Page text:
How Long Until the Next Delay?

By Ashleigh Brilliant   |   August 15, 2019

As far as I know, there is no such thing as impatient dreaming. Sleep takes as long as it takes, and, when you wake, you have to consult your timepiece to be sure how long you’ve been away in that strange other world.

But in this waking, conscious world which (for want of a better term) we call Reality, we seem to spend much of our time waiting. In fact, most of our public facilities, from doctors’ offices to airline terminals, come with special waiting-areas. We are waiting to see some person, or for something to arrive, or something to happen.

And of course, our whole life is, in a sense, a waiting-room, in which we wait to see when and how it will end.

This predicament obviously calls for a great deal of patience, which my dictionary neatly defines as “calm endurance.” Some of us seem to be specially endowed with that quality. This was one of the many ways in which I differed from my wife, who was able to sit quietly in a waiting-room, never showing any signs of unrest, while I would be pacing up and down, frequently looking at the clock, and, as often as I dared, pestering the person at the desk, to complain about the delay.

Shakespeare (in Twelfth Night) speaks of a silently lovelorn lady sitting “like Patience on a monument.” The monument he had in mind would most likely have been some type of tombstone, on which an allegorical figure would appear, representing the eternal waiting of grief. But Hamlet is less patient, offering, in a famous soliloquy, “the law’s delay” as one of the “whips and scorns of time” which might justify suicide.

But of course, there are ways of relieving this curse of delays over which we have no control. While sitting in a waiting-room you can do crosswords (one of my own favorite distractions), read magazines (whatever miserable selection is offered), or – much more frequently nowadays – engage with some electronic device.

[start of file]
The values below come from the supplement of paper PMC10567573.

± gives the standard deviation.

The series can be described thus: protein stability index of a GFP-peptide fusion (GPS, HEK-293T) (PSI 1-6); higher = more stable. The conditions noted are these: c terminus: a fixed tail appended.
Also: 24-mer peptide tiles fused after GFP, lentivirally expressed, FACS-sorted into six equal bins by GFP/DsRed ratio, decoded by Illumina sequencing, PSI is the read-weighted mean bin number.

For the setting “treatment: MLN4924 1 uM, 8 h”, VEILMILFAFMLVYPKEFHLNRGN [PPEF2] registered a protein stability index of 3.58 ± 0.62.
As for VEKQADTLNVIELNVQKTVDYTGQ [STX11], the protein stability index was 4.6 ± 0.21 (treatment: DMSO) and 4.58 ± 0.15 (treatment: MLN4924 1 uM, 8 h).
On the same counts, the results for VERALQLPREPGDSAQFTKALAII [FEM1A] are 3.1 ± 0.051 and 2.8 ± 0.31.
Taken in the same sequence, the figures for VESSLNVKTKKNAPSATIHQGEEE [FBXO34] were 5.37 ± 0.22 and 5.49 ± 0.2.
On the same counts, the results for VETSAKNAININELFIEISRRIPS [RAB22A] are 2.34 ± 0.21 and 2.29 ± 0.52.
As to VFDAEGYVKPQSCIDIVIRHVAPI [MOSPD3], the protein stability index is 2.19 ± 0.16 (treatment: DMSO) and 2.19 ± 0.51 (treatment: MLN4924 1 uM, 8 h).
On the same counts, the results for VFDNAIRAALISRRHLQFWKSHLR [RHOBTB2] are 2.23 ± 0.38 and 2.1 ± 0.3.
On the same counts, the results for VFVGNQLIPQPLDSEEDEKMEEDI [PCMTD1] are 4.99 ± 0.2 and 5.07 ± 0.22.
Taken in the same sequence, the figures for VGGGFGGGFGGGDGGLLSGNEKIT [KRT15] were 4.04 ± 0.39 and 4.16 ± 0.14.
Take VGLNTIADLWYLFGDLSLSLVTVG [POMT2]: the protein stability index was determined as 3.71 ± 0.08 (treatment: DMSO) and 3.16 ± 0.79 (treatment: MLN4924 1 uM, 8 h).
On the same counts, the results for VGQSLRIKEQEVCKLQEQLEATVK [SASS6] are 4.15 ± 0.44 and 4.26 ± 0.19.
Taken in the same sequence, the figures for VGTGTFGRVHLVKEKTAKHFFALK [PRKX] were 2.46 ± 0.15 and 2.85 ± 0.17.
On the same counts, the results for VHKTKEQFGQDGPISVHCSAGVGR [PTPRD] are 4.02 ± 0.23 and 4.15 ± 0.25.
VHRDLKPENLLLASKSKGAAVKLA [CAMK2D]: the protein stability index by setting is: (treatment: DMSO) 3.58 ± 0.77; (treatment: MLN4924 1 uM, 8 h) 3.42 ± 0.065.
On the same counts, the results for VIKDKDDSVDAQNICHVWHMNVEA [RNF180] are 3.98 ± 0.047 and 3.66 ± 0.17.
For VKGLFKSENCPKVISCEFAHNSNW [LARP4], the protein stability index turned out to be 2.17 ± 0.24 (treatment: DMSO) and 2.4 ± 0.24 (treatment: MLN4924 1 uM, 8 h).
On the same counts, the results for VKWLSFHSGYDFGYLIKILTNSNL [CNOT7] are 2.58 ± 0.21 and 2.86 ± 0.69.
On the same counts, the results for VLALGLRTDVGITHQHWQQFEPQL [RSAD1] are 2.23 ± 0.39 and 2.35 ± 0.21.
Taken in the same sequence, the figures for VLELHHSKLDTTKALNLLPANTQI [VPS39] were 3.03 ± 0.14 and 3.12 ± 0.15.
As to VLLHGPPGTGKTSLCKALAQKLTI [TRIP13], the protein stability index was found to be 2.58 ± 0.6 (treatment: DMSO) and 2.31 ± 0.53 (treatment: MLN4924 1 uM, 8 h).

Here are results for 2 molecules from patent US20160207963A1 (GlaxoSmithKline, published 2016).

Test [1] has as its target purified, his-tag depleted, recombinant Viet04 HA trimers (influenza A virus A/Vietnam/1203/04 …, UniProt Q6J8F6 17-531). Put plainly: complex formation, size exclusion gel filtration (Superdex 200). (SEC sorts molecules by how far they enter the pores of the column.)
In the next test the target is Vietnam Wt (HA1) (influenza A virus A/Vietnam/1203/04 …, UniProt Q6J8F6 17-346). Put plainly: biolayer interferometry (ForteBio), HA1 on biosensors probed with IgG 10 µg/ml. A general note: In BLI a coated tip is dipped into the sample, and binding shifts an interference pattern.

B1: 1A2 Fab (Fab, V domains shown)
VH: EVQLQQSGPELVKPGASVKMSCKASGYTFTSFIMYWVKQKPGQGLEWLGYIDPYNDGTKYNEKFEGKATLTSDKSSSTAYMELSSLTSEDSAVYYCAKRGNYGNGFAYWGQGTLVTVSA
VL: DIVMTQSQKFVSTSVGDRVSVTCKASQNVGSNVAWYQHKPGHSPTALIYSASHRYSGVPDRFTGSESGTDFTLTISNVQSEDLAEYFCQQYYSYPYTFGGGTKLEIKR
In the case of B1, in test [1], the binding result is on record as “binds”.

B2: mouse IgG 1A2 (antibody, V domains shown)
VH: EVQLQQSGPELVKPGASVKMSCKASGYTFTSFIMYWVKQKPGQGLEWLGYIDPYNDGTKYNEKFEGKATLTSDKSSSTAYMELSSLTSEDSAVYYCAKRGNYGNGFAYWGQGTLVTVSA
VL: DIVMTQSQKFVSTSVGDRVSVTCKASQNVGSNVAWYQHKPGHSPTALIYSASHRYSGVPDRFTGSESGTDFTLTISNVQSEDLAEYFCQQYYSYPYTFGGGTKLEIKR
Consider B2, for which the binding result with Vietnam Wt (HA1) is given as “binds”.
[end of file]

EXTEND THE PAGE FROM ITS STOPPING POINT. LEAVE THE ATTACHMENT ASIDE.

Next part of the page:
But what if not just a few people, but a whole crowd – say a stadium-full – are all waiting impatiently for the big game, or some other event, to start, or resume, after some unexplained delay? In Britain, they have a wonderful way of expressing their displeasure: the entire multitude bursts into song! And there is one song they all know, which has only four words, which are sung over and over again: “WHY ARE WE WAITING?” They sing it to the tune of “O Come, All Ye Faithful” – and to hear that many voices, singing such a stirring melody in unison, can in itself be a thrilling experience – especially if many or most of the crowd are from Wales, which is rightly known as a land of song. It can almost make the waiting seem worthwhile.

But it seems to be wartime which imposes the almost literally crying need for patience, especially among those who are forced to remain behind, waiting to learn the fate of their loved ones on the fighting fronts. My entire childhood was spent in an era bombarded with ballads on the theme of “when you come home again.” Another keynote was how much better the world would be, after the war was over. One song not only promised that there would be “blue birds over the White Cliffs of Dover,” but went so far as to predict that there would be “love and laughter, and peace ever after, tomorrow, when the world is free.”

But the absent ones had their own musical yearning, with such songs as “Don’t Sit Under the Apple-Tree With Anybody Else But Me – till I come marching home.”

Many of my own epigrams have been colored by this theme. Once at a bus-stop, something I heard a mother tell her child, who was getting tired of waiting for the bus, inspired me to write what became one of my most popular epigrams:

“Be patient – the longer you wait for me, the sooner I’ll arrive.”

But, lest this sounds too optimistic, I also wrote that:

“Everything takes longer than you expect –

even when you expect it to take longer than you expect.”

If I haven’t yet soothed your own impatience, I will let Longfellow have the last word, with the final stanza of his magnificent “Psalm of Life”:

“Let us then be up and doing,

With a heart for any fate,

Still achieving, still pursuing,

Learn to labor – and to wait.”


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